Copyrights and Registrations
I just came across another question from someone confused about copyrights. Here are the facts about copyrights, registrations, and protection under Federal law regarding written works.
The Copyright Revision Act of 1976
The Copyright Revision Act of 1976 currently governs copyright law. Only tangible writings - writings that can be visibly seen - are subject to copyright registration and protection. This is where people get confused. There is copyright and there is registered copyright. You don't actually need to register a work. A copyright is automatically created when an author produces his or her work. You own everything as soon as you write it.
Published and unpublished works may be registered with the United States Copyright Office in Washington, DC. Registration of a copyright is voluntary and can be affected at any time during the term of the copyright.
The Sonny Bono Copyright Term Extension Act of 1998
The Sonny Bono Copyright Term Extension Act of 1998 extended copyright protection to the following: Individuals are granted copyright protection for their life plus 70 years. This means your heirs can own your work for 70 years after you die. Copyrights owned by businesses are protected for the shorter of either 95 years from the year of first publication or 120 years from the year of creation.
There is no state copyright law, only federal. Using the copyright symbol is redundant but may warn off infringers. Using the registered symbol shows that you have actually registered the work and will be very useful in court in case there is simultaneous creativity. It happens. Two people can be collaborating on an idea for a book, for example. One decides to scam the other, writes and publishes the book on his own. The other says the idea was stolen but the first person registered the work. The other has no proof that he was part of the idea. Even if he has notes, they are unpublished and he has no proof of when they were written.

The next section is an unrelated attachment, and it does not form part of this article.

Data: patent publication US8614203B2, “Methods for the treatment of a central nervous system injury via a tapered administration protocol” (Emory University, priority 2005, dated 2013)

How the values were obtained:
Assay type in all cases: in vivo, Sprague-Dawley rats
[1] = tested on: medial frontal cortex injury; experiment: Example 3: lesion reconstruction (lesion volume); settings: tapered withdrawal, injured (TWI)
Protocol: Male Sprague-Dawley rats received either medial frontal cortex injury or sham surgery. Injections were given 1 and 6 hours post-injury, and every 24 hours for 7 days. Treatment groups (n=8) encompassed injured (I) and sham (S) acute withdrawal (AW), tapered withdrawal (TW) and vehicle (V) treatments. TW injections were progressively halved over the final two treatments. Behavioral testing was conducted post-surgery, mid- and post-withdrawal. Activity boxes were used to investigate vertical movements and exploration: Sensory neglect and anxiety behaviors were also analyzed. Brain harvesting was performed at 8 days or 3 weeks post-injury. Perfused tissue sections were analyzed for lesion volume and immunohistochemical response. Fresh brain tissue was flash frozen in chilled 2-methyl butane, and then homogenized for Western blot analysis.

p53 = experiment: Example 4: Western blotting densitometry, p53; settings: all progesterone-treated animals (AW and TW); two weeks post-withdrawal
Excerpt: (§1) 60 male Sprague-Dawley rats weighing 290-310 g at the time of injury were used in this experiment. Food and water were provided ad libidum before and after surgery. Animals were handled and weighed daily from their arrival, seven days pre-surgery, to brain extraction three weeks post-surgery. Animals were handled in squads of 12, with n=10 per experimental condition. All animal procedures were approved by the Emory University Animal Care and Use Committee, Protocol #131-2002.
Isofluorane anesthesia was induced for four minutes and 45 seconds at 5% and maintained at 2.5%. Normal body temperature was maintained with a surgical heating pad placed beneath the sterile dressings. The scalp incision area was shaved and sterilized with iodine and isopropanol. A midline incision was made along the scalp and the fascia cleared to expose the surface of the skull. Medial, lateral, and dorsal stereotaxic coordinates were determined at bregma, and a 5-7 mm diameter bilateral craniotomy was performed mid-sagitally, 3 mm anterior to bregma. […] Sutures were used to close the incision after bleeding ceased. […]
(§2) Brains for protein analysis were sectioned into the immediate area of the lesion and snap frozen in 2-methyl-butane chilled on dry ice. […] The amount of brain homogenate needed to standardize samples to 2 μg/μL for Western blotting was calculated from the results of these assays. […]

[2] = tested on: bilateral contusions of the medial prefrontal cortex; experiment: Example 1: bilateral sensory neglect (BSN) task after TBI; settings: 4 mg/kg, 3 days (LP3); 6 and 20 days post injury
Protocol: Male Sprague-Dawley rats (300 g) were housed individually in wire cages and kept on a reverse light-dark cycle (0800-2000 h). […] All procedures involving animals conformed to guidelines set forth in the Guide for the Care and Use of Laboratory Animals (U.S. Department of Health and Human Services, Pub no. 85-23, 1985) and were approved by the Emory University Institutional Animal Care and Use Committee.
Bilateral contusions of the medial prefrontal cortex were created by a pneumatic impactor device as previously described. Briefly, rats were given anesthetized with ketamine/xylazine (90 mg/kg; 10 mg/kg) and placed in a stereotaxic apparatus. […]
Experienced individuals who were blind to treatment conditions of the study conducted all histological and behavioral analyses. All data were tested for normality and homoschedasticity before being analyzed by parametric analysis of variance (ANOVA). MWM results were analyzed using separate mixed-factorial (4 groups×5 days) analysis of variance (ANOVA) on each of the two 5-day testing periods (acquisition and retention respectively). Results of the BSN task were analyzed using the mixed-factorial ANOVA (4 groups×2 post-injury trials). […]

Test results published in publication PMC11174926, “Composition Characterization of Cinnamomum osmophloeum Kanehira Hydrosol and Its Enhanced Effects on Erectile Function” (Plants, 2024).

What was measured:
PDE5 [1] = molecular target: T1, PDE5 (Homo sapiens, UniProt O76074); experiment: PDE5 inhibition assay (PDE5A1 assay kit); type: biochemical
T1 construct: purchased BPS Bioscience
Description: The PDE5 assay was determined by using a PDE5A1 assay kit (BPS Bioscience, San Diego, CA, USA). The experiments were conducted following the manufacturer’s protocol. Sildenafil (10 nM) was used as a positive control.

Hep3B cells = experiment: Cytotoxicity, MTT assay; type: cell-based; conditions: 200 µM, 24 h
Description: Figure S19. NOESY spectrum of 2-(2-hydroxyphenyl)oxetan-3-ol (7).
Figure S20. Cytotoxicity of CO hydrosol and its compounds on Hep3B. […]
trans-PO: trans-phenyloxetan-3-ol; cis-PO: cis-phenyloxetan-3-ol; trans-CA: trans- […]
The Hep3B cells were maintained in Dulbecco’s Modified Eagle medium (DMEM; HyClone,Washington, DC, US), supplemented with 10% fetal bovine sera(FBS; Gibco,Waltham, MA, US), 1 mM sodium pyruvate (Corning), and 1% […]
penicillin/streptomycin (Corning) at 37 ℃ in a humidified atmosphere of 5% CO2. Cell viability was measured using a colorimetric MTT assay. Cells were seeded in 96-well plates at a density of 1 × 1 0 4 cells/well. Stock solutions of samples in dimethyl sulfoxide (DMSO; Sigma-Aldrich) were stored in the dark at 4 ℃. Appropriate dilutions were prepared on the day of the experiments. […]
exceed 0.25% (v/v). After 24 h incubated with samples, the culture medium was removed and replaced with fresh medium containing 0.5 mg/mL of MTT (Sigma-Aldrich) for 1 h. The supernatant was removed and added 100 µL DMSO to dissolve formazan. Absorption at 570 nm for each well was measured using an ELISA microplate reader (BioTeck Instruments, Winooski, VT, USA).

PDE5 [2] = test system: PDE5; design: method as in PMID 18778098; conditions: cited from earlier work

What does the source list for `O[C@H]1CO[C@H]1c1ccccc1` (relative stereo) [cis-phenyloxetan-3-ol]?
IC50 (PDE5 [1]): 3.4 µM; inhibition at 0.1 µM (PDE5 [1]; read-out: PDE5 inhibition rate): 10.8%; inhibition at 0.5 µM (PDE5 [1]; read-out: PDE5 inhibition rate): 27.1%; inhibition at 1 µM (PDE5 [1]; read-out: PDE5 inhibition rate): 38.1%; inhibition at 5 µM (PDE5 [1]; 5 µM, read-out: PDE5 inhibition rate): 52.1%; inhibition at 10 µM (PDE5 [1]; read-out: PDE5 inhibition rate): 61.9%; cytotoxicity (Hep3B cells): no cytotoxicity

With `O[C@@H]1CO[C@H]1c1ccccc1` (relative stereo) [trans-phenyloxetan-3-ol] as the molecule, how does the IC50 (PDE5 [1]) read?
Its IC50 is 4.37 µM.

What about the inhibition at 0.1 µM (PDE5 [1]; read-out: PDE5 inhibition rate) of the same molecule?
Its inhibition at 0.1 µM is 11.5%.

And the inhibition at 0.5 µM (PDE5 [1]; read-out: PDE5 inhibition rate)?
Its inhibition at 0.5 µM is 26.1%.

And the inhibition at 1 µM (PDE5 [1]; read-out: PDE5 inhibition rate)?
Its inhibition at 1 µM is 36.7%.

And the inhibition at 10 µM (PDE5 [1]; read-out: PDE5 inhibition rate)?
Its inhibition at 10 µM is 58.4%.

The poor man's copyright registration is still a good idea. It is a copy of the work mailed to yourself, with a dated postmark. The package must remain unopened forever until it is needed as proof of registration. The law states that whomever wrote the piece first, owns it.
After the copyright period is up, the work enters the public domain, which means anyone can publish the work without paying the prior copyright holder. Copyright infringement occurs when a party copies a substantial and material part of the copyrighted work without permission. You can bring civil action against the infringer and try to recover the profit made by the infringer, any damages suffered by you, an order to cease and desist, and destruction or impoundment of infringing material.
In a recent forum, there was a discussion about how a Getty picture taken in 1916 can still be under copyright. I searched the Library of Congress from the inception of the first copyright law, 1831 up through 1916. At the time, authors had the rights to their work in perpetuity. Photographs had already been included into the domain of copyrightable material. The assumption is that the Getty image is held under the copyright law that was in place at the time of its taking.
Cheeseman, Henry. Business Law. 7th Ed. London: Pearson Prentice Hall, 2009
U.S. Library of Congress